Sluggish system or client code?

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Over the course of several weeks, we worked to deploy a one-stop data science platform for data analysis and visualisation for one of our clients. This platform consisted of interconnected applications, which are the motor that enables the productivity of the data scientists sitting at the wheel.

The components of the platform were:

  • Gitlab: where data scientists can develop and share their code using all the benefits of Git version control.
  • Posit Workbench: which hosts development environments such as RStudio on beefy servers, with far more computational power compared to IDEs on local machines.
  • Posit Connect: which allows data scientists to easily share data, dashboards and reports. It allows the sharing of documents, reports, interactive web applications, as well as hosting Application Programmatic Interfaces (APIs).
  • Posit Package Manger: which allows for the organisation, centralisation and distribution of code packages. It provides a mirror of R and Python packages, downloaded from external sources such as CRAN (the Comprehensive R Archive Network). It also provides a way for internally-developed R and Python packages to be shared, if the client wishes.

Do you use Professional Posit Products? If so, check out our managed Posit services

Our deployment philosophy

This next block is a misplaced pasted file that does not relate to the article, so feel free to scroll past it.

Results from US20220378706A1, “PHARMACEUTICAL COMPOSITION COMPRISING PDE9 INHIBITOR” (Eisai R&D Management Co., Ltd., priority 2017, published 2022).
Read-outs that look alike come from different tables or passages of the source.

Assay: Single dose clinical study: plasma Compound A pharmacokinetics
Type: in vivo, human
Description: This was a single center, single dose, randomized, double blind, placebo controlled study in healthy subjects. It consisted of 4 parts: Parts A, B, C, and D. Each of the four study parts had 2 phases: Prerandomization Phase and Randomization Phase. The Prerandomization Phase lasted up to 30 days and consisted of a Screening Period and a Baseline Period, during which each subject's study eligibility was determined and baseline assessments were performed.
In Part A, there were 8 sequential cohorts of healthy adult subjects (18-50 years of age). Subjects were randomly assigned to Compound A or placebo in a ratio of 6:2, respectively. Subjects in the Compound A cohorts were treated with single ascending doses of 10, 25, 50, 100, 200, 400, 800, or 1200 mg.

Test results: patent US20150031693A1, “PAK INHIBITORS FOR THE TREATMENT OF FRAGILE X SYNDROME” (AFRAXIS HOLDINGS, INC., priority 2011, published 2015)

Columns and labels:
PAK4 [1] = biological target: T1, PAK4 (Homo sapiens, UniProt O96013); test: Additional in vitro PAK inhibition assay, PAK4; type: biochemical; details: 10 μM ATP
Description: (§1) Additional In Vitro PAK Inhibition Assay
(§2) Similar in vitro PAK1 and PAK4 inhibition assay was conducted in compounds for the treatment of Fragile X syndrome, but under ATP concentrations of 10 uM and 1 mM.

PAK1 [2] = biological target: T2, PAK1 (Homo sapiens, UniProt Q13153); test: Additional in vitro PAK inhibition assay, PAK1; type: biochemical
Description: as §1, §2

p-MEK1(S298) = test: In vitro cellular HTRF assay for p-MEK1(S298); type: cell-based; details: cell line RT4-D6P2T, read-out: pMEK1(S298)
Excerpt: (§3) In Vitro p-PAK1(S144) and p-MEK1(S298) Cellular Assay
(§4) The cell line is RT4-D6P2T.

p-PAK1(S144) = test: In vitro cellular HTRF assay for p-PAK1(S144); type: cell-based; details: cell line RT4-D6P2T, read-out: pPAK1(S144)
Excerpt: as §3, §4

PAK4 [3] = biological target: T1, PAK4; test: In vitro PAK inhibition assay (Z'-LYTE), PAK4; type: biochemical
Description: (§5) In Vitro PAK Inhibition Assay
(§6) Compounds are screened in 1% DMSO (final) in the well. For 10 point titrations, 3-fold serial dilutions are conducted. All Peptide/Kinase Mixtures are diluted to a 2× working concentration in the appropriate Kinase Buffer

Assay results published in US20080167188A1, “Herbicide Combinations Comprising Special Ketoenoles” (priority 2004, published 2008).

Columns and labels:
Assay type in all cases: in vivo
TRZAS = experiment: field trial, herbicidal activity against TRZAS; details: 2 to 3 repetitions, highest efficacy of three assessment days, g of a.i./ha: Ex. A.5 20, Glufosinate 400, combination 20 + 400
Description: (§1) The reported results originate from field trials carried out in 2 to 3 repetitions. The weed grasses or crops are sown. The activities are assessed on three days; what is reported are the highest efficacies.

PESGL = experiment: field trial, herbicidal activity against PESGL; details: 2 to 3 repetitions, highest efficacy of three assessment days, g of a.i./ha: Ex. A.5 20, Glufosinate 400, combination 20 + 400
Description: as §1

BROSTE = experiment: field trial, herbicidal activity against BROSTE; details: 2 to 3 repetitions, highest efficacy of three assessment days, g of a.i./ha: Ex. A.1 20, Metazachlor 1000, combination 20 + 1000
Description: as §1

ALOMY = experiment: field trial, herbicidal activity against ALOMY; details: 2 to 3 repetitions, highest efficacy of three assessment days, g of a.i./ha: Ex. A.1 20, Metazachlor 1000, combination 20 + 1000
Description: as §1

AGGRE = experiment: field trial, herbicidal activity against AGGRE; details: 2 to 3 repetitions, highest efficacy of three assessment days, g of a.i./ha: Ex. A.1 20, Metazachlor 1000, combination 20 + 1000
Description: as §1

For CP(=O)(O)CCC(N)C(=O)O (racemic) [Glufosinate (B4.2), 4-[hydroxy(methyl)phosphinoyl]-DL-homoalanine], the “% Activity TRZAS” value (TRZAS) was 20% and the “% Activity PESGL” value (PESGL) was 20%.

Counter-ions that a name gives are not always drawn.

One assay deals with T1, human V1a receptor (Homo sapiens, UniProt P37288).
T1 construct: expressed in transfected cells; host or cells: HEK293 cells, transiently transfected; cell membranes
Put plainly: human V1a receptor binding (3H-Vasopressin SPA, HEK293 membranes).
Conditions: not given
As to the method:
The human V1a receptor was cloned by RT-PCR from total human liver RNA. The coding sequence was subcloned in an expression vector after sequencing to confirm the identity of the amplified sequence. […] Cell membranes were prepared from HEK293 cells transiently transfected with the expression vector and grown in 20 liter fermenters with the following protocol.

When we deploy these components together, we do so in such a way that they enhance each other’s functionality; the sum is greater than its parts. For instance, we:

  • Allow users to use the same authentication across all of these applications.
  • Ensure that users are able to publish documents from Workbench to Connect out-of-the-box. Users don’t have to worry about specifying the correct URLs or ports for all of this to work.
  • Ensure that users in Workbench can access any package they need (developed internally, or from popular external package repositories such as CRAN) via Package Manager, without any extra configurations required.

Having all of these setup out-of-the-box means users can get straight to enjoying exploring and utilising the many ways in which Posit can increase productivity, without spending time on set-up.

We also carry out disaster recovery, ensuring that in the event of the unexpected (server failure or data corruption, for example), we can recover all data from a backup.

Finally, we carry out security hardening. Each component in our system is checked to ensure it operates to appropriate security standards. This means our infrastructure is secured to UK Government (National Cyber Security Centre) standards, and certified by CREST-accredited cloud security professionals.

Workbench system performance

One of the key selling points of doing computations on a cloud-hosted server – as opposed to a data scientist’s laptop – is that it’s possible to access very powerful machines in the cloud. This improves the speed at which data scientists’ code gets executed, meaning quicker iterations on analysis. Where commands take longer than a few seconds, it can distract from analysts’ train of thought.